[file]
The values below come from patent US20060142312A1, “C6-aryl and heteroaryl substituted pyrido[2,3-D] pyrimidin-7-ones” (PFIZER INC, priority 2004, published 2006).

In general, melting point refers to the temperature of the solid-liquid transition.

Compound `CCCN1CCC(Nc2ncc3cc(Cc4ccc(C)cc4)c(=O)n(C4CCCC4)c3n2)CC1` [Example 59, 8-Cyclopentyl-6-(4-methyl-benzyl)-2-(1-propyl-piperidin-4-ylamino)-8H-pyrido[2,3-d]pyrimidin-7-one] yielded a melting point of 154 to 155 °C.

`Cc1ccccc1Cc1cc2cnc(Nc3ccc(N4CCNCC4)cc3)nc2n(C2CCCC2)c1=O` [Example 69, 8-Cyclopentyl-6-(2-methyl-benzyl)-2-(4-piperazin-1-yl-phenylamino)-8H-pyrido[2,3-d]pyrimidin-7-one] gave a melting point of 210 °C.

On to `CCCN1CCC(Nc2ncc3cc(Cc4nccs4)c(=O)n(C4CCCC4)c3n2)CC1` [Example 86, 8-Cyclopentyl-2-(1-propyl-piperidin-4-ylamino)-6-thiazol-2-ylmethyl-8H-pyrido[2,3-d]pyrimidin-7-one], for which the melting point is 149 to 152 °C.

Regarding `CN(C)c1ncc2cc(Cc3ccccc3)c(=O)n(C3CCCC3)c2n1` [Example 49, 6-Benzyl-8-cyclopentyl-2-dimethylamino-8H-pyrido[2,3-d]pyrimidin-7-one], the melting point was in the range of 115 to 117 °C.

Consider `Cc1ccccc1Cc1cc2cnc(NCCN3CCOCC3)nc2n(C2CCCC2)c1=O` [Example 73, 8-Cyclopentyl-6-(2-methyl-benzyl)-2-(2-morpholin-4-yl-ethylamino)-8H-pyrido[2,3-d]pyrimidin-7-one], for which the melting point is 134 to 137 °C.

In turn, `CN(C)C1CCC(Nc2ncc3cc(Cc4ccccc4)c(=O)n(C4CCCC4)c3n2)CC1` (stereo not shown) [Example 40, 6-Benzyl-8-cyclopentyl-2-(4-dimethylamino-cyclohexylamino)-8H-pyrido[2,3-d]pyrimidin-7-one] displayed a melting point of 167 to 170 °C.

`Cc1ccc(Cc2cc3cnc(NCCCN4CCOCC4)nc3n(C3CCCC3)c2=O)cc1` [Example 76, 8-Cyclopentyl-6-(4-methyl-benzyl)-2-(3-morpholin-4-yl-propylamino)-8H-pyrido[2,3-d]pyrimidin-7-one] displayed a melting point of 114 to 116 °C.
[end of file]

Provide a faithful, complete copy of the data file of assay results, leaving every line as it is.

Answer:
The values below come from patent US20060142312A1, “C6-aryl and heteroaryl substituted pyrido[2,3-D] pyrimidin-7-ones” (PFIZER INC, priority 2004, published 2006).

In general, melting point refers to the temperature of the solid-liquid transition.

Compound `CCCN1CCC(Nc2ncc3cc(Cc4ccc(C)cc4)c(=O)n(C4CCCC4)c3n2)CC1` [Example 59, 8-Cyclopentyl-6-(4-methyl-benzyl)-2-(1-propyl-piperidin-4-ylamino)-8H-pyrido[2,3-d]pyrimidin-7-one] yielded a melting point of 154 to 155 °C.

`Cc1ccccc1Cc1cc2cnc(Nc3ccc(N4CCNCC4)cc3)nc2n(C2CCCC2)c1=O` [Example 69, 8-Cyclopentyl-6-(2-methyl-benzyl)-2-(4-piperazin-1-yl-phenylamino)-8H-pyrido[2,3-d]pyrimidin-7-one] gave a melting point of 210 °C.

On to `CCCN1CCC(Nc2ncc3cc(Cc4nccs4)c(=O)n(C4CCCC4)c3n2)CC1` [Example 86, 8-Cyclopentyl-2-(1-propyl-piperidin-4-ylamino)-6-thiazol-2-ylmethyl-8H-pyrido[2,3-d]pyrimidin-7-one], for which the melting point is 149 to 152 °C.

Regarding `CN(C)c1ncc2cc(Cc3ccccc3)c(=O)n(C3CCCC3)c2n1` [Example 49, 6-Benzyl-8-cyclopentyl-2-dimethylamino-8H-pyrido[2,3-d]pyrimidin-7-one], the melting point was in the range of 115 to 117 °C.

Consider `Cc1ccccc1Cc1cc2cnc(NCCN3CCOCC3)nc2n(C2CCCC2)c1=O` [Example 73, 8-Cyclopentyl-6-(2-methyl-benzyl)-2-(2-morpholin-4-yl-ethylamino)-8H-pyrido[2,3-d]pyrimidin-7-one], for which the melting point is 134 to 137 °C.

In turn, `CN(C)C1CCC(Nc2ncc3cc(Cc4ccccc4)c(=O)n(C4CCCC4)c3n2)CC1` (stereo not shown) [Example 40, 6-Benzyl-8-cyclopentyl-2-(4-dimethylamino-cyclohexylamino)-8H-pyrido[2,3-d]pyrimidin-7-one] displayed a melting point of 167 to 170 °C.

`Cc1ccc(Cc2cc3cnc(NCCCN4CCOCC4)nc3n(C3CCCC3)c2=O)cc1` [Example 76, 8-Cyclopentyl-6-(4-methyl-benzyl)-2-(3-morpholin-4-yl-propylamino)-8H-pyrido[2,3-d]pyrimidin-7-one] displayed a melting point of 114 to 116 °C.